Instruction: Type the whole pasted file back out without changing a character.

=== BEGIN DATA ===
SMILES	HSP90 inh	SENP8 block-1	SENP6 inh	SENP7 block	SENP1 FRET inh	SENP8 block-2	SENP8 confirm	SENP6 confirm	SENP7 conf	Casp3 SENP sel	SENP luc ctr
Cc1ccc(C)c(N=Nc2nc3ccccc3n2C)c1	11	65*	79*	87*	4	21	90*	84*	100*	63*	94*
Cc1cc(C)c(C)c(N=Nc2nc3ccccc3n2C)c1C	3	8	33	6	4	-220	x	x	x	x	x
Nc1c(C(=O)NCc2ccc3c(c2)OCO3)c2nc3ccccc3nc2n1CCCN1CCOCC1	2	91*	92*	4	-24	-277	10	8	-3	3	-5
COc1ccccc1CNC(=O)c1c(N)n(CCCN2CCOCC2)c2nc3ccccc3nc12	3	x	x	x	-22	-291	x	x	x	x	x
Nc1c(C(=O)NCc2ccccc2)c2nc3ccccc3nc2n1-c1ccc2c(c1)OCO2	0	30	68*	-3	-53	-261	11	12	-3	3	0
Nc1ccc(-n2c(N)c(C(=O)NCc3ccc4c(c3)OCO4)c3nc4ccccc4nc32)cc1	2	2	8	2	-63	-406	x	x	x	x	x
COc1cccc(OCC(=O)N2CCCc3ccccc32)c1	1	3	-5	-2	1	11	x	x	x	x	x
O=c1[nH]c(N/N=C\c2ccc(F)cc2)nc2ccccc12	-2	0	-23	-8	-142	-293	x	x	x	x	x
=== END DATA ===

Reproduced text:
SMILES	HSP90 inh	SENP8 block-1	SENP6 inh	SENP7 block	SENP1 FRET inh	SENP8 block-2	SENP8 confirm	SENP6 confirm	SENP7 conf	Casp3 SENP sel	SENP luc ctr
Cc1ccc(C)c(N=Nc2nc3ccccc3n2C)c1	11	65*	79*	87*	4	21	90*	84*	100*	63*	94*
Cc1cc(C)c(C)c(N=Nc2nc3ccccc3n2C)c1C	3	8	33	6	4	-220	x	x	x	x	x
Nc1c(C(=O)NCc2ccc3c(c2)OCO3)c2nc3ccccc3nc2n1CCCN1CCOCC1	2	91*	92*	4	-24	-277	10	8	-3	3	-5
COc1ccccc1CNC(=O)c1c(N)n(CCCN2CCOCC2)c2nc3ccccc3nc12	3	x	x	x	-22	-291	x	x	x	x	x
Nc1c(C(=O)NCc2ccccc2)c2nc3ccccc3nc2n1-c1ccc2c(c1)OCO2	0	30	68*	-3	-53	-261	11	12	-3	3	0
Nc1ccc(-n2c(N)c(C(=O)NCc3ccc4c(c3)OCO4)c3nc4ccccc4nc32)cc1	2	2	8	2	-63	-406	x	x	x	x	x
COc1cccc(OCC(=O)N2CCCc3ccccc32)c1	1	3	-5	-2	1	11	x	x	x	x	x
O=c1[nH]c(N/N=C\c2ccc(F)cc2)nc2ccccc12	-2	0	-23	-8	-142	-293	x	x	x	x	x